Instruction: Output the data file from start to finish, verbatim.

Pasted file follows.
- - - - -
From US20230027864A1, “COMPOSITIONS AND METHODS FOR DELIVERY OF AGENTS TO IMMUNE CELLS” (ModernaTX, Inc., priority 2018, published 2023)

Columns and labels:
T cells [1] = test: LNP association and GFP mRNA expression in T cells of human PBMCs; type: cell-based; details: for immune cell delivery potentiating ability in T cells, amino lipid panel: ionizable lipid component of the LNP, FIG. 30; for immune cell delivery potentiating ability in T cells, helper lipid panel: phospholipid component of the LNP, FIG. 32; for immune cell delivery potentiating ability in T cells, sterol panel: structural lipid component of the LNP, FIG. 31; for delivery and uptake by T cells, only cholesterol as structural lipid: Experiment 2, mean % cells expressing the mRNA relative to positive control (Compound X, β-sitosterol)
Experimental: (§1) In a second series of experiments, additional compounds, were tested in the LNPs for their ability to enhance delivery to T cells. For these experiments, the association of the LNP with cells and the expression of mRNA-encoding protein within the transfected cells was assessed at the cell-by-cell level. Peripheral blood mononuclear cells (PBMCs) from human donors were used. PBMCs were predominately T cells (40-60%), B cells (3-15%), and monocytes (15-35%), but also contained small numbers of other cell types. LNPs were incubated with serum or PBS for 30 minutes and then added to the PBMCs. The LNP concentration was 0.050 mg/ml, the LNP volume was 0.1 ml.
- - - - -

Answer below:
From US20230027864A1, “COMPOSITIONS AND METHODS FOR DELIVERY OF AGENTS TO IMMUNE CELLS” (ModernaTX, Inc., priority 2018, published 2023)

Columns and labels:
T cells [1] = test: LNP association and GFP mRNA expression in T cells of human PBMCs; type: cell-based; details: for immune cell delivery potentiating ability in T cells, amino lipid panel: ionizable lipid component of the LNP, FIG. 30; for immune cell delivery potentiating ability in T cells, helper lipid panel: phospholipid component of the LNP, FIG. 32; for immune cell delivery potentiating ability in T cells, sterol panel: structural lipid component of the LNP, FIG. 31; for delivery and uptake by T cells, only cholesterol as structural lipid: Experiment 2, mean % cells expressing the mRNA relative to positive control (Compound X, β-sitosterol)
Experimental: (§1) In a second series of experiments, additional compounds, were tested in the LNPs for their ability to enhance delivery to T cells. For these experiments, the association of the LNP with cells and the expression of mRNA-encoding protein within the transfected cells was assessed at the cell-by-cell level. Peripheral blood mononuclear cells (PBMCs) from human donors were used. PBMCs were predominately T cells (40-60%), B cells (3-15%), and monocytes (15-35%), but also contained small numbers of other cell types. LNPs were incubated with serum or PBS for 30 minutes and then added to the PBMCs. The LNP concentration was 0.050 mg/ml, the LNP volume was 0.1 ml.